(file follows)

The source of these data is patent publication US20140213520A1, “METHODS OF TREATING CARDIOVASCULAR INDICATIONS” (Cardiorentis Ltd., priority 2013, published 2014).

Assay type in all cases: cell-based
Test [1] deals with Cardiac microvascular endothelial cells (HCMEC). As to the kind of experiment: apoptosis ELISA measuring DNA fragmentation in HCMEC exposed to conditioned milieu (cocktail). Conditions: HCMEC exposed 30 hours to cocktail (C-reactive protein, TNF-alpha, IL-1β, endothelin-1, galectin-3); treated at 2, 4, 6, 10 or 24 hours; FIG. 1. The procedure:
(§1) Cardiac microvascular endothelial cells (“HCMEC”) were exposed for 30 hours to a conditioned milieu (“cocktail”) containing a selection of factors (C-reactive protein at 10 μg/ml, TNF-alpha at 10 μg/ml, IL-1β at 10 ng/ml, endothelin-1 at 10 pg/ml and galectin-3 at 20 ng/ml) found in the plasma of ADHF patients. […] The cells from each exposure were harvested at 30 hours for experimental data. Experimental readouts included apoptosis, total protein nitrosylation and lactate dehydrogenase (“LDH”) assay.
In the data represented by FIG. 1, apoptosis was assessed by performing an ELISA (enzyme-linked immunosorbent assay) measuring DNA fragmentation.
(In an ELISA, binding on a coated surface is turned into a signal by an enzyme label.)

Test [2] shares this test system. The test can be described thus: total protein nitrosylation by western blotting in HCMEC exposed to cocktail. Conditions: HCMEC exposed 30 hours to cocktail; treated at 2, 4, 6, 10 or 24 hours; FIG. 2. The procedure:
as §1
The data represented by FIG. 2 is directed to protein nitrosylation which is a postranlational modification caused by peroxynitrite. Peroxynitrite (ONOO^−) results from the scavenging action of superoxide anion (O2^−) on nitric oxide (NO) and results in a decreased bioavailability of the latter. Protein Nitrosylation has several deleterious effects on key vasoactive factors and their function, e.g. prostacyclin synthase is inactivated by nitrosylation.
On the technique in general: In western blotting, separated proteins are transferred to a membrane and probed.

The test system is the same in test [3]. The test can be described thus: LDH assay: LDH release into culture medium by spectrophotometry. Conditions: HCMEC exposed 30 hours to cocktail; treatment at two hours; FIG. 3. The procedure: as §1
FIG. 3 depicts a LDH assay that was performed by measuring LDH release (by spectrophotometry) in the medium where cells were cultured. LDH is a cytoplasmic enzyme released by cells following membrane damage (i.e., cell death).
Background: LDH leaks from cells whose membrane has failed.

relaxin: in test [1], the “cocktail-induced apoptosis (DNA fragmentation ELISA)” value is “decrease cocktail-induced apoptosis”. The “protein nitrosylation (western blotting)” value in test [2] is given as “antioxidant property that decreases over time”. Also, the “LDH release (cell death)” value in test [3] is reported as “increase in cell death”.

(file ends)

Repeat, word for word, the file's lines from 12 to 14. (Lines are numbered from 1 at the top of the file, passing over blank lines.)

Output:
FIG. 3 depicts a LDH assay that was performed by measuring LDH release (by spectrophotometry) in the medium where cells were cultured. LDH is a cytoplasmic enzyme released by cells following membrane damage (i.e., cell death).
Background: LDH leaks from cells whose membrane has failed.

relaxin: in test [1], the “cocktail-induced apoptosis (DNA fragmentation ELISA)” value is “decrease cocktail-induced apoptosis”. The “protein nitrosylation (western blotting)” value in test [2] is given as “antioxidant property that decreases over time”. Also, the “LDH release (cell death)” value in test [3] is reported as “increase in cell death”.